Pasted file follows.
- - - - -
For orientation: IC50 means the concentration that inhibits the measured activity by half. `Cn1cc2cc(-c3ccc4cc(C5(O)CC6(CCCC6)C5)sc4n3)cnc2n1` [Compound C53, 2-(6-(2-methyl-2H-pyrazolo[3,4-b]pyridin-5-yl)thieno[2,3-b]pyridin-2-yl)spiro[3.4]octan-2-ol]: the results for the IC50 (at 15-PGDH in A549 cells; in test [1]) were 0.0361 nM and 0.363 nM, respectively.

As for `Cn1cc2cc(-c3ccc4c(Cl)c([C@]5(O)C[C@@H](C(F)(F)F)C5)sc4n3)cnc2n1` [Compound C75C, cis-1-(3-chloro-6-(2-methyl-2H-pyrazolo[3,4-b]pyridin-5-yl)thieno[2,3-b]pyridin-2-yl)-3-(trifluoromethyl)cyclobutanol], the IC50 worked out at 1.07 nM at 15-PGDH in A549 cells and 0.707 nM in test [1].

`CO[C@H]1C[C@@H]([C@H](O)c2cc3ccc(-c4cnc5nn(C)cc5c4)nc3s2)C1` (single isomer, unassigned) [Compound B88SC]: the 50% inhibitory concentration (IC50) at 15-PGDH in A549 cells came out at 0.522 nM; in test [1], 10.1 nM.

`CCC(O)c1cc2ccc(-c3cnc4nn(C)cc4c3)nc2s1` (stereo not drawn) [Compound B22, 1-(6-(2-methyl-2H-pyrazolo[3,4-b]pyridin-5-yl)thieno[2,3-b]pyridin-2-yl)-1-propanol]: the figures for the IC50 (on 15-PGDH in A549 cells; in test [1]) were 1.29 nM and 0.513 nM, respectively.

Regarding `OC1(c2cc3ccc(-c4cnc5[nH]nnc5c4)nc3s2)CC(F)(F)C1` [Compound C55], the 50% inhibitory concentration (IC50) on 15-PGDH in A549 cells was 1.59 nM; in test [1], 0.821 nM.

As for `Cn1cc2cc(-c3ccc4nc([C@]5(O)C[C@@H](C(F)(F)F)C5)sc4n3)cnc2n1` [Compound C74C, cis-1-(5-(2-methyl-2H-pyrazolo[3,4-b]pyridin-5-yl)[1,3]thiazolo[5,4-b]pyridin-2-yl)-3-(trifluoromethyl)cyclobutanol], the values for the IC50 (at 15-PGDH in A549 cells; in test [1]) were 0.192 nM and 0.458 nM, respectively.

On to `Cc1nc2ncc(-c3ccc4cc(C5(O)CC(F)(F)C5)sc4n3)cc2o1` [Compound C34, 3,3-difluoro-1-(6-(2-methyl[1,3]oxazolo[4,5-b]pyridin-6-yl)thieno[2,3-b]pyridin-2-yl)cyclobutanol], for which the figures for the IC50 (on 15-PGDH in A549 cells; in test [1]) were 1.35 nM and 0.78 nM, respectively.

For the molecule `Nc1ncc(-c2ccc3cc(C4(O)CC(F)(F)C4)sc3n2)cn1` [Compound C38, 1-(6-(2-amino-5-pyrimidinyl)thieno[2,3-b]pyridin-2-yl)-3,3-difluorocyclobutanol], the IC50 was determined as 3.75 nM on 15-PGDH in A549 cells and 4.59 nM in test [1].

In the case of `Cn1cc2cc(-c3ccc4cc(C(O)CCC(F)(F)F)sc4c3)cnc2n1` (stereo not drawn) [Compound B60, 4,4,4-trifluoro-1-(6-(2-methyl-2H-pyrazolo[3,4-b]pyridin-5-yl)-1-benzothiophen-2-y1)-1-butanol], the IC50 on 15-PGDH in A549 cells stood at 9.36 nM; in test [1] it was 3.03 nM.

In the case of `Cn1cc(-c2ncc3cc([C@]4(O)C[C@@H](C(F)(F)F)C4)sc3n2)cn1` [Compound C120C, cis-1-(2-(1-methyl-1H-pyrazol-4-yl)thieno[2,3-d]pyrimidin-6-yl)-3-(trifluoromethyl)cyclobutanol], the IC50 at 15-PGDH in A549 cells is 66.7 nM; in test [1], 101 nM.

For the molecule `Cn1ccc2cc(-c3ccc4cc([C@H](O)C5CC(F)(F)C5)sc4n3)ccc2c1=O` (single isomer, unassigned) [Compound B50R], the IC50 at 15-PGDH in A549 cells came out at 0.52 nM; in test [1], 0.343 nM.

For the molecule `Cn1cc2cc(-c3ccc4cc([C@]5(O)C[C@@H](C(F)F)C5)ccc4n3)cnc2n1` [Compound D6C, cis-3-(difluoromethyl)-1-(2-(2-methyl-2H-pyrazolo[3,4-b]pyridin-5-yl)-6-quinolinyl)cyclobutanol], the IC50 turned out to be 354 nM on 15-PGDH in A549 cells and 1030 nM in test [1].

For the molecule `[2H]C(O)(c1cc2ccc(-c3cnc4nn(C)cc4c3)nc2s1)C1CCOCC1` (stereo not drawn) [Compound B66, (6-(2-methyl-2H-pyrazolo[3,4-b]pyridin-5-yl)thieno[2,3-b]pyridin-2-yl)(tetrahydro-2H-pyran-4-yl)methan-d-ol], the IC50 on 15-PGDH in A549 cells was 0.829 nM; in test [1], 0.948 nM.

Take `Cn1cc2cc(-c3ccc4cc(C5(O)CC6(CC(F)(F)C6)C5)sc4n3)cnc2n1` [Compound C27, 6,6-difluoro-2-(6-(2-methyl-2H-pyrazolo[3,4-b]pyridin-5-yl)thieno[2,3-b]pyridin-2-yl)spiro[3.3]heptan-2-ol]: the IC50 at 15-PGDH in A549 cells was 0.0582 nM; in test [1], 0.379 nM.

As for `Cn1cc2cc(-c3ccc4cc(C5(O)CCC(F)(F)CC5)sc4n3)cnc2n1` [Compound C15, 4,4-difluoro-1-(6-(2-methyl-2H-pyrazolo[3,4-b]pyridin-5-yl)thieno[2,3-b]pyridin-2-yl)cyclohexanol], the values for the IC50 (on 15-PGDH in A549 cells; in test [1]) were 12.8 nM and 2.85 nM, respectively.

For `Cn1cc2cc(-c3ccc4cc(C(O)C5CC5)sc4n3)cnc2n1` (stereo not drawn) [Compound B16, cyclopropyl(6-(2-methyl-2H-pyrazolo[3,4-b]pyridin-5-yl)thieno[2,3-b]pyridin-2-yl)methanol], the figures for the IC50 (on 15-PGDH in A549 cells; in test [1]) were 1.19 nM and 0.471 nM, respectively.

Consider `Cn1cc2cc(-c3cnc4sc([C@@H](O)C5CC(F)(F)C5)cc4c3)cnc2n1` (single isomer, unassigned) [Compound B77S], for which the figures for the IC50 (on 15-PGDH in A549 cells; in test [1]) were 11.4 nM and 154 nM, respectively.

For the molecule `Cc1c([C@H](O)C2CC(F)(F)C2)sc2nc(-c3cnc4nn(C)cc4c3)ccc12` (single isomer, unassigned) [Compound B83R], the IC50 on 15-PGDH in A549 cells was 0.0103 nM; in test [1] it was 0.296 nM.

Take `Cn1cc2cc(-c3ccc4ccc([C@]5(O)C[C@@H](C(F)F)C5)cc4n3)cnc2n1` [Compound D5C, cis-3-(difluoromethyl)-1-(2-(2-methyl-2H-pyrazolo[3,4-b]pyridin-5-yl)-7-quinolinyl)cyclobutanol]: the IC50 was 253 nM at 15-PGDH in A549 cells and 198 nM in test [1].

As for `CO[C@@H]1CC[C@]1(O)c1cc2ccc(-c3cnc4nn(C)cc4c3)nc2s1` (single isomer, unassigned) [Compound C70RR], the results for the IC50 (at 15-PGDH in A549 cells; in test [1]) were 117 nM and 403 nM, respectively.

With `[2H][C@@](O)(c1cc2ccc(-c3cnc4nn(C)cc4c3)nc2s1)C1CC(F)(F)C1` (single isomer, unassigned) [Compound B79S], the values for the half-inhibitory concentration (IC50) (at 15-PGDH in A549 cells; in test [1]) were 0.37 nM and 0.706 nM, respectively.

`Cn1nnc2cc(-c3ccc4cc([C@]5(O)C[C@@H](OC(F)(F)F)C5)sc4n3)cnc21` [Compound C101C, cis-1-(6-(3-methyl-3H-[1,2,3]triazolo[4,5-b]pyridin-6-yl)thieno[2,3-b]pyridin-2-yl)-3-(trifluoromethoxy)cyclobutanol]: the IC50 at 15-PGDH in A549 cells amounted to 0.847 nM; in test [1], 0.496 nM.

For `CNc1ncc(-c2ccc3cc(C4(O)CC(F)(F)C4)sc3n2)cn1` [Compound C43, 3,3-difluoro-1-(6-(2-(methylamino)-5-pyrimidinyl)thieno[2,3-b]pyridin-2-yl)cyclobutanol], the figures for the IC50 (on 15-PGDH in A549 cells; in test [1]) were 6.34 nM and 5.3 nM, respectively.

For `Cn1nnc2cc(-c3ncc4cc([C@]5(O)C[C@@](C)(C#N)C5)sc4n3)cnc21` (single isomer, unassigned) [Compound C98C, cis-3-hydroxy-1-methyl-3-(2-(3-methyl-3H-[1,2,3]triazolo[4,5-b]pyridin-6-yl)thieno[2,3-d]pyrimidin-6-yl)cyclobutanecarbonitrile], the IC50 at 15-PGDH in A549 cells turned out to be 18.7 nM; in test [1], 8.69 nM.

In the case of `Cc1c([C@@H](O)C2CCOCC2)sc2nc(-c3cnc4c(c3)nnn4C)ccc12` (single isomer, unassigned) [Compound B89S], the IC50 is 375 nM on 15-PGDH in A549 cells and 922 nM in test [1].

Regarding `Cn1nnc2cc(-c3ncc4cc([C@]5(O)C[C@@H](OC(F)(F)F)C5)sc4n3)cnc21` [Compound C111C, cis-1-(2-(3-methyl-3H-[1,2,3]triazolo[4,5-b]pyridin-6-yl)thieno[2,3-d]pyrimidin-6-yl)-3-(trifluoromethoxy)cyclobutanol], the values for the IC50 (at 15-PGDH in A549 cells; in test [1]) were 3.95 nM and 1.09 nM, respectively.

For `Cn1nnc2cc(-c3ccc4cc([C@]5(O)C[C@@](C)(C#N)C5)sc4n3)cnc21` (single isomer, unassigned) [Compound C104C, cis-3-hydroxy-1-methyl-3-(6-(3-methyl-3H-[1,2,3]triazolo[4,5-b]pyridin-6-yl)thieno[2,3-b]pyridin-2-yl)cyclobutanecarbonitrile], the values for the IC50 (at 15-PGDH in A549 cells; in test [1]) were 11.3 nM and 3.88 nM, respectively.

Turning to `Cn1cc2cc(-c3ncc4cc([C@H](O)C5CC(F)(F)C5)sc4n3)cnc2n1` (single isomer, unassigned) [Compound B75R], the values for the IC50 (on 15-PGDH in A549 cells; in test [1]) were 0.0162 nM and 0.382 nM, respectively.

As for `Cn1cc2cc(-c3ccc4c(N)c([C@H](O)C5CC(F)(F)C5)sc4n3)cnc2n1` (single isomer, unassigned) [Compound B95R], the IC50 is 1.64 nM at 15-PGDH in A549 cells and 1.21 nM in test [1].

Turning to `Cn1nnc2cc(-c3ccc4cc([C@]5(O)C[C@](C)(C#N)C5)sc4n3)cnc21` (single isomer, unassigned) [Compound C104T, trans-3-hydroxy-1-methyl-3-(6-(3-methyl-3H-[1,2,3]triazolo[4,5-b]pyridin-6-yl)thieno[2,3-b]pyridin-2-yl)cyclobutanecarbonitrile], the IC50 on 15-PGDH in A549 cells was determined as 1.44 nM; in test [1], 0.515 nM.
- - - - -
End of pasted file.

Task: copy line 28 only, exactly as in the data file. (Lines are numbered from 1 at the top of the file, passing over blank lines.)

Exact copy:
Turning to `Cn1cc2cc(-c3ncc4cc([C@H](O)C5CC(F)(F)C5)sc4n3)cnc2n1` (single isomer, unassigned) [Compound B75R], the values for the IC50 (on 15-PGDH in A549 cells; in test [1]) were 0.0162 nM and 0.382 nM, respectively.